Being useless with respect to the most important macro issues was not always the case. When Early Keynesians dominated consensus thinking, they were a powerful force in shaping what was reasonable in public-policy debates. The media, Congress, and Administrations paid attention to what the leaders of the profession, from Samuelson to Friedman, had to say. If they had remained dominant, the Early Keynesians would have approved of the Fed performance in the Great Recession, aggressively and convincingly explaining their support. The post-crisis debate would have played out much more sensibly.

What should be done? The GEM project demonstrates that effective policy reform would focus on making stabilization authorities’ toolkits more formidable. (Chapter 10) In particular, modern monetary intervention into total spending must be explicitly authorized to go beyond Walter Bagehot’s liquidity lending, which generalized-exchange modeling has shown to be overwhelmed by the acute-instability macrodynamics of the Great Recession. Counter-cyclical bank regulatory policies, including variable required capital, should also be reaffirmed as should the capacity to cooperate with central banks in other nations. In circumstances of adverse nonstationary demand disturbances, the Fed should be able to use its balance sheet to recapitalize financial and relevant nonfinancial institutions as well as to guarantee assets/credit of relevant institutions. Emergency measures should also include well-designed Fed purchases on asset markets, including equities. The central bank should be authorized, if push comes to shove, to finance well-designed public dividends, perhaps along the lines of a special tax cut.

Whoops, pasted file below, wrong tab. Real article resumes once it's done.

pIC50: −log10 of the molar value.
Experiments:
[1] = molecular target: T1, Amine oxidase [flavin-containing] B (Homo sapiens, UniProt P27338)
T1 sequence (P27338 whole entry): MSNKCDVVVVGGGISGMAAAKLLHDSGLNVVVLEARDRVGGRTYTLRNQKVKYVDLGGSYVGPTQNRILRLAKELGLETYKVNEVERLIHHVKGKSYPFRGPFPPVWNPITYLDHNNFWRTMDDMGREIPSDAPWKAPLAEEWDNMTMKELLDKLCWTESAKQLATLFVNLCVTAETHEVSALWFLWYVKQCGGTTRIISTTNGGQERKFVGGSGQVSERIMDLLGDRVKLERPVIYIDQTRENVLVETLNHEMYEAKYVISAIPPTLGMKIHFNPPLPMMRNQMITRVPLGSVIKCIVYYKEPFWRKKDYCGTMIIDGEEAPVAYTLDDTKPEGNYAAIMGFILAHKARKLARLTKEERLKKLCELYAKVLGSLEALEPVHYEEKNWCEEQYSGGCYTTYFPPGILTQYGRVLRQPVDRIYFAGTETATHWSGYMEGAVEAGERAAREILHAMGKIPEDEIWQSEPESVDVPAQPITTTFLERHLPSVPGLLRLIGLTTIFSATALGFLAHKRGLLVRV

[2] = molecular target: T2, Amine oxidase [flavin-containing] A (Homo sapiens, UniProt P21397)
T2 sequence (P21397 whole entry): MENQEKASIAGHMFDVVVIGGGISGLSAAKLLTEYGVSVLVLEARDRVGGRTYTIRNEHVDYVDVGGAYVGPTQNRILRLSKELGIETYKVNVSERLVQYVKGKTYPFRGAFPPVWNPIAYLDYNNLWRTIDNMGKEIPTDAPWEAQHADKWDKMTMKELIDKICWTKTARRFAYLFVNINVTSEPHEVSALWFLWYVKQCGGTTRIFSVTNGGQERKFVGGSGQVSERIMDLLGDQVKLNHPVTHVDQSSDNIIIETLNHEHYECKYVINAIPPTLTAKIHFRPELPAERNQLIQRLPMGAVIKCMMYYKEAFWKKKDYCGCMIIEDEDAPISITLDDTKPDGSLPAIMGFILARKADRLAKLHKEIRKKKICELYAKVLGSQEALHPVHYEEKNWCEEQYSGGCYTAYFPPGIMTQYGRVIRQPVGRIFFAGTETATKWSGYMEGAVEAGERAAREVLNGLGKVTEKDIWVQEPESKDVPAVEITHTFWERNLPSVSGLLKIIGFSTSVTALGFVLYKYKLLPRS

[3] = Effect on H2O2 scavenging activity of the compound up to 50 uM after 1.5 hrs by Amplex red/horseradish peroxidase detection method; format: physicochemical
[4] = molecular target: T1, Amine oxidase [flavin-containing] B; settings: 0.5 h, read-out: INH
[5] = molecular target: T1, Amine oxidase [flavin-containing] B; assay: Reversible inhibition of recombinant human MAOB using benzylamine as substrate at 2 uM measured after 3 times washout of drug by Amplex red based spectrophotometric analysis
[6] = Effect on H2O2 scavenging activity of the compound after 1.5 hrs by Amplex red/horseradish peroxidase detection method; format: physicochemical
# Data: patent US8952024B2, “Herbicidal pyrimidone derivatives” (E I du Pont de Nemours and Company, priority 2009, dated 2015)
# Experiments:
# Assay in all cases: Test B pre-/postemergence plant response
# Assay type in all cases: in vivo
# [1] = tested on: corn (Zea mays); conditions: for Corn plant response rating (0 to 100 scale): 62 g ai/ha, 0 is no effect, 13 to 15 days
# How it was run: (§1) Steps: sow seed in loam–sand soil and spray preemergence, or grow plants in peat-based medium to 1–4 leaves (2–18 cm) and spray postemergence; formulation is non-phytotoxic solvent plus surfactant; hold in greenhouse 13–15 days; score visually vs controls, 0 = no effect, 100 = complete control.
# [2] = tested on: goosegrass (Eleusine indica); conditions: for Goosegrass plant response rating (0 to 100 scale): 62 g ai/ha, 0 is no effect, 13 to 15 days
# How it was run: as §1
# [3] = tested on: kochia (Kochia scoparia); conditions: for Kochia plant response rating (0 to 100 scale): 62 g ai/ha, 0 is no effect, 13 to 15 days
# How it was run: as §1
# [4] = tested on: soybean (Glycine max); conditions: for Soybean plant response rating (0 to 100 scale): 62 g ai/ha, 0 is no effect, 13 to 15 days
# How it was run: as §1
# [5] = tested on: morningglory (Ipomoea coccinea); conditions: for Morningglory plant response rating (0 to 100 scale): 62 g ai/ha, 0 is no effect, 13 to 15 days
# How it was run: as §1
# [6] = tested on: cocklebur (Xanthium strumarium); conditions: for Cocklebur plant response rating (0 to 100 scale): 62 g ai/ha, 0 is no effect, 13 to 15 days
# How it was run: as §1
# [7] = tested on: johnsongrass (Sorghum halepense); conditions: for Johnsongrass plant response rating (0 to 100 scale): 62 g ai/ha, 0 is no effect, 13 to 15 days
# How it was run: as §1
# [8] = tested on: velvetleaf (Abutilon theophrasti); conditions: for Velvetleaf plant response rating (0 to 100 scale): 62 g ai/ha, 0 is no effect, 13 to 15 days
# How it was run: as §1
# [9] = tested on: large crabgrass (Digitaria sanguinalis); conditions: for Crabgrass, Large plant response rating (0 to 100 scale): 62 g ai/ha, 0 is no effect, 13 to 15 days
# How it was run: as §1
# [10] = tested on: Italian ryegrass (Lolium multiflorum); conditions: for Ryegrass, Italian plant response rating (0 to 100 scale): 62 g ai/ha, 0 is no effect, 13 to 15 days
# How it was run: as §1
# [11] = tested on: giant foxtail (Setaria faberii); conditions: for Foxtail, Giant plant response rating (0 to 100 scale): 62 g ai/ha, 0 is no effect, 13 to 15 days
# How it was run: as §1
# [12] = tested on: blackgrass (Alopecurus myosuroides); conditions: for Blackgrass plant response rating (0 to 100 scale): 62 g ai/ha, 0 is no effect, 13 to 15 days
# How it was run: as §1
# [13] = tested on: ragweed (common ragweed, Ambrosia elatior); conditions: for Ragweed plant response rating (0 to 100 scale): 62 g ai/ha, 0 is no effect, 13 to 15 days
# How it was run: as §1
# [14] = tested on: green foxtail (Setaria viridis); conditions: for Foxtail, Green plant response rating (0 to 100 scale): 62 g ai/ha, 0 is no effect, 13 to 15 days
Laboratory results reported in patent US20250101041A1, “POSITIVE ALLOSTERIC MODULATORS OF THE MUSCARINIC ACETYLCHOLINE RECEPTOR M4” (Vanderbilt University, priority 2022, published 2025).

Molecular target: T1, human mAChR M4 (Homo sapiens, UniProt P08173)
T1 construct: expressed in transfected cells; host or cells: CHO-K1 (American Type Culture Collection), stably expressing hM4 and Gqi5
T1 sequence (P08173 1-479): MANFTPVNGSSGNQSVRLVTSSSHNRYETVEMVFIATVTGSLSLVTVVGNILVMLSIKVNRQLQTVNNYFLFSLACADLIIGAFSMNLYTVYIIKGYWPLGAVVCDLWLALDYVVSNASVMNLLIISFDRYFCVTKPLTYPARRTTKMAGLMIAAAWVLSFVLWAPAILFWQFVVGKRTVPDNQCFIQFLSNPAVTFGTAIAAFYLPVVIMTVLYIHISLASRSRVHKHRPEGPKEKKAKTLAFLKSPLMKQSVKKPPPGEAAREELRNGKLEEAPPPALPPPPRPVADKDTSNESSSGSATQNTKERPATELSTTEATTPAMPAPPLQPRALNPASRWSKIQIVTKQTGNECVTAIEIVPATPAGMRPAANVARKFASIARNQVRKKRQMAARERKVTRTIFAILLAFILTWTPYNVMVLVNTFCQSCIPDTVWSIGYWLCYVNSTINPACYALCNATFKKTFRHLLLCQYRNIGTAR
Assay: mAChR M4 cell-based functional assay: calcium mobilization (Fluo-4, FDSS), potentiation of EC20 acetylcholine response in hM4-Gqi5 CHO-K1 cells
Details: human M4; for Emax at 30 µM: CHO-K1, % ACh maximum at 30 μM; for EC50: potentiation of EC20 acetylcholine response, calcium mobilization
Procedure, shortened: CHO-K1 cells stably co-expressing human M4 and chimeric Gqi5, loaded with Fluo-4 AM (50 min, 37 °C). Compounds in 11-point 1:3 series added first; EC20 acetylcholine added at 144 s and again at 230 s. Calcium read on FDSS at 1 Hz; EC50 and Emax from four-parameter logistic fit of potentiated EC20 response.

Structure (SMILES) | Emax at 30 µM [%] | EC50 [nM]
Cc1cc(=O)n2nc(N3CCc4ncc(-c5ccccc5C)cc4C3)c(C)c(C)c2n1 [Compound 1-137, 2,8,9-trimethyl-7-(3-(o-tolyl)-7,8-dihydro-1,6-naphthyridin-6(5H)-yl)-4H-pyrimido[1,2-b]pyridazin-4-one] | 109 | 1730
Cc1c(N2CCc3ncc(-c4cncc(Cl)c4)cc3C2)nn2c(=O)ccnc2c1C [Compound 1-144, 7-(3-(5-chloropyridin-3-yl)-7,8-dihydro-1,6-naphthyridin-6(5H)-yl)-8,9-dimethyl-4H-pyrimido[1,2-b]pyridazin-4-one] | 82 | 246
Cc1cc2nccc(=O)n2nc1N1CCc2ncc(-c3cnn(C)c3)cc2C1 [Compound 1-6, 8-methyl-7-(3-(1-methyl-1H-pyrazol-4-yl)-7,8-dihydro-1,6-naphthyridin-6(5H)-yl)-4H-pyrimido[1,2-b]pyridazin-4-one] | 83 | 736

None of the expanded-powers ideas is new. Milton Friedman suggested a “helicopter drop” of cash as an inherent stabilization power of the monetary authority. Stanley Fischer (2013, p.2), the respected macro theorist and now Vice Chair of the Fed, recently recalled some ambitious toolkit advice from a great economist: “James Tobin in 1963 asked in which assets the central bank should conduct open market operations. His answer was the market for capital – namely, the stock market – since that way it could have the most direct effect on the cost of capital, later known as Tobin’s q, which he saw as the main price through which the central bank could affect economic activity.” The GEM Project provides the coherent macroeconomics that broadly microfounds the expansion of the Fed’s toolkit and the increased stabilization credibility that would result. Nonstationary demand disturbances, the causal force in extreme instability, cannot coexist with robust credibility of the trend real-side objective of the Federal Reserve.

Blog Type: Policy/Topical Saint Joseph, Michigan